so 437Hz and 443Hz (the next higher semitone is 493.88Hz, so close to 0.494Hz / cent) are probably good enough IMO (+/- 6 cents), certainly good enough for a beginner, and better than the vast majority of you-tube performers, and quite exceptional for most people if one has no reference pitch.

Most beginners I have seen* have difficulty getting on the right side of the midpoint between two semitones, even when a piano is giving a guide tone.. I think (for me) reletive pitch is all I have - I have tunes in my head and can play from a note from such a tune - but not all the tunes in my head are correct against A440 (some were embedded when I had a faulty record player ;-) .. I suspect if you have had exposure to "quality" music played at the correct pitch, you have a better chance of "imagining" the correct starting note.. but this is purely a guess.


*In the interest of good science, I should just say that the majority of "beginners" I have seen may not be typical - most were just "passers bye" who "had a go" on the theremins and tried to play along to music in the background or thier ringtone or some other tune - I saw many hundreds.. But there were many who were genuinely interested and got a brief basic lesson from me, and most of these beginners probably never got to even 10 cents of the target note for any significant percentage of the time they played. 

Posted: 1/15/2014 12:56:56 AM

From: Finland

Joined: 1/14/2014

Thanks for the (quality) answer Thierry and Fred (numbers were exactly what I was after)!

Still interested of hearing other views - or experiences - of how long the "ear" (brain) training takes (lets say to a point where one is able to find the right tunes relatively accurately, while there is no rush to do so), how it progresses, what are the things ppl usually end up doing wrong, and so on.

Just out of curiosity, as the tuner is must for almost everyone to get the first pitch right when playing solo, is it common that ppl play every note relying on the tuner?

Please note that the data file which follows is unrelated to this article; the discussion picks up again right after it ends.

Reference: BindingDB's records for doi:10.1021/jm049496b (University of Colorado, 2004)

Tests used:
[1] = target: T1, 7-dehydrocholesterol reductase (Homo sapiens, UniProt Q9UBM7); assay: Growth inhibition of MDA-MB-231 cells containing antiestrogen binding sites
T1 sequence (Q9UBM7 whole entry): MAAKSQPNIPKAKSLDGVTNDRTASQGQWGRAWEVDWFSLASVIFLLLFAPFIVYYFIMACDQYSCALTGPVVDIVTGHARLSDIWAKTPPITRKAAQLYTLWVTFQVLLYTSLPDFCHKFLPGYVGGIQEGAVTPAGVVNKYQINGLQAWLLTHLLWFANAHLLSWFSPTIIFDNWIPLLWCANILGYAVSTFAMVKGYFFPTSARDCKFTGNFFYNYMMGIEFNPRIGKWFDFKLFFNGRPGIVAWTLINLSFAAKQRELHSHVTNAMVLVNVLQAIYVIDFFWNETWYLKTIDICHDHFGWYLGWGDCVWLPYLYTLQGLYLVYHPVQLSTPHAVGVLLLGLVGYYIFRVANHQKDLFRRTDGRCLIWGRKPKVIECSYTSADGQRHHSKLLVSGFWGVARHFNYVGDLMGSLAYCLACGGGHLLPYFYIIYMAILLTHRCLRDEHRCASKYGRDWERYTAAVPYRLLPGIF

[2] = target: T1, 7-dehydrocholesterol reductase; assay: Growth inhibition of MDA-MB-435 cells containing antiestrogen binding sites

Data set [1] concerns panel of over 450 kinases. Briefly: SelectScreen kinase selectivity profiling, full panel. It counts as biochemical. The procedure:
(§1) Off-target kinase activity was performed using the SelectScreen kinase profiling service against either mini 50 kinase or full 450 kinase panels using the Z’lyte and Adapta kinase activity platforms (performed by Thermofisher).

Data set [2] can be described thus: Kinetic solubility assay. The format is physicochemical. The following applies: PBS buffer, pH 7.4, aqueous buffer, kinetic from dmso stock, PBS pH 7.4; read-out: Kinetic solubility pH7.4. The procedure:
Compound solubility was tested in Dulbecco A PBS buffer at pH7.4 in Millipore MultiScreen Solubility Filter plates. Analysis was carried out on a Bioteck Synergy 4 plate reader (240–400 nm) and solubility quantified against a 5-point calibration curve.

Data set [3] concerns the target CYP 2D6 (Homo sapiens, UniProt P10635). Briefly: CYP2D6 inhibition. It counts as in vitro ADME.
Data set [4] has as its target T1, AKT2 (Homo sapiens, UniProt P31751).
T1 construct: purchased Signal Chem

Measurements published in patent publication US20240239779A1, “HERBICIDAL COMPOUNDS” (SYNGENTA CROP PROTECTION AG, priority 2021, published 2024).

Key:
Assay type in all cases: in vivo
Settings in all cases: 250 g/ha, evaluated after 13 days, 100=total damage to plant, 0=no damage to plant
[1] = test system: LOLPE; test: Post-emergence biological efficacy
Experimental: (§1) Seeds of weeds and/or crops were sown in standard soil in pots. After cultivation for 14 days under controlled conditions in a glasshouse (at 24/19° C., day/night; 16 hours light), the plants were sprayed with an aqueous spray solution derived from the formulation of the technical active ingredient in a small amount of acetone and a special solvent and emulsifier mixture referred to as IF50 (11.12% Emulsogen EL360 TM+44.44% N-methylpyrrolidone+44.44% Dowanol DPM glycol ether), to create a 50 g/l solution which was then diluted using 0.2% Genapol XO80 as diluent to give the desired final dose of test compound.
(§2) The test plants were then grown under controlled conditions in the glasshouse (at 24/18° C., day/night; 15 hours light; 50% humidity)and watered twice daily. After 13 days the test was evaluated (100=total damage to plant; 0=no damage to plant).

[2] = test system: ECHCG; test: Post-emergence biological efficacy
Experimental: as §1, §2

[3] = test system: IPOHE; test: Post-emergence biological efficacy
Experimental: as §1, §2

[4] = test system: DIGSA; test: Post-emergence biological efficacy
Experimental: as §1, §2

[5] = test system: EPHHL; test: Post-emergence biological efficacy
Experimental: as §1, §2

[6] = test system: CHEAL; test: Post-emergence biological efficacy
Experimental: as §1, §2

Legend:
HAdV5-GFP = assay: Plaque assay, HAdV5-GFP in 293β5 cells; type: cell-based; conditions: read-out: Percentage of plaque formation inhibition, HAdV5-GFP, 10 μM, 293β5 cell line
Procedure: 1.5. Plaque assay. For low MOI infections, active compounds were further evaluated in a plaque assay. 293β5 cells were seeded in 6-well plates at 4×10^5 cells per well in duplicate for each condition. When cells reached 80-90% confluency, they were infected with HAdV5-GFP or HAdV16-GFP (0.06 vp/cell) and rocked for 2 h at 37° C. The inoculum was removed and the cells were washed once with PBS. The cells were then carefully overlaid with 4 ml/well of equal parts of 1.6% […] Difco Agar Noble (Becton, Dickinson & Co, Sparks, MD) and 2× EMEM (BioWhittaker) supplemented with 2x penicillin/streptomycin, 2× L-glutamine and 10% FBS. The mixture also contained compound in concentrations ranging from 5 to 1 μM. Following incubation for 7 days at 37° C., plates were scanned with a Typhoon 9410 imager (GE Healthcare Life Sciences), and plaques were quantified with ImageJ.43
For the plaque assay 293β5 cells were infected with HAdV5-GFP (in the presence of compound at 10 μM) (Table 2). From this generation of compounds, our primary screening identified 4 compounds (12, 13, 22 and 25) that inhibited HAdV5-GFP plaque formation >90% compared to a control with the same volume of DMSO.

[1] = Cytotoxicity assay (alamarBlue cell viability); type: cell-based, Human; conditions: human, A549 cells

Posted: 1/15/2014 1:55:42 AM

From: Eastleigh, Hampshire, U.K. ................................... Fred Mundell. ................................... Electronics Engineer. (Primarily Analogue) .. CV Synths 1974-1980 .. Theremin developer 2007 to present .. soon to be Developing / Trading as . ...................................

Joined: 12/7/2007

"Still interested of hearing other views - or experiences - of how long the "ear" (brain) training takes (lets say to a point where one is able to find the right tunes relatively accurately, while there is no rush to do so), how it progresses, what are the things ppl usually end up doing wrong, and so on."

Hmmm... The way that was phrased leads me to think that perhaps your primary (or at least a major) interest is neuroscience or something related.. ;-)

Just a word of caution if this is the case - its nearly impossible to get any definitive parameters on even simple things like "relatively accurately" when it comes to theremins, without probably brewing up a storm here on TW - I was being recklessly careless when I gave numbers! - And I change "sides" in any "debate" on these matters depending on the direction of the wind or phase of the moon! ... In truth, I am really not sure that pitch "deviation" on the theremin is as important as it is on other instruments unless one is talking about specific genres of music where rigid tonal compliance is essential.

Some people will probably already be screaming that pitch accuracy or "rigid tonal compliance" is essential for all real music - Sometimes I feel that I agree, and sometimes I feel that I strongly disagree... I do think though that perhaps, due to the 'fluid' nature of pitch control for the theremin, there MIGHT be a different set of requirements in terms of accuracy, and that music played with more average pitch error than would be acceptable on other instruments may not be quite so disturbing or unacceptable when played on the theremin.... There is some music where I am sure the theremin needs to be as pitch-accurate as any other instrument  for it to sound ok .. But I do think that with a lot of music, the theremin can get away with less accurate pitch control.

The above are merely my blasphemous ideas! LOL ;-)


Posted: 1/15/2014 4:11:00 AM

From: Finland

Joined: 1/14/2014

"Hmmm... The way that was phrased leads me to think that perhaps your primary (or at least a major) interest is neuroscience or something related.. ;-)"

One day I was browsing youtube and came across Peter Pringle playing somewhere over the rainbow with theremin. I had not hear an instrument that sounds as good before. So, I felt that I need to learn to play it.

Like (probably) every instrument that one can play out of (relative) tune, theremin sounds horrible if one does. So, I though that the biggest challenge for me in playing theremin would be to develop a great intonation. I assume it is a great challenge for many players. While browsing these forums a lot lately, I thought it makes sense to post topic about it here, even though it is not a subject that is theremin specific.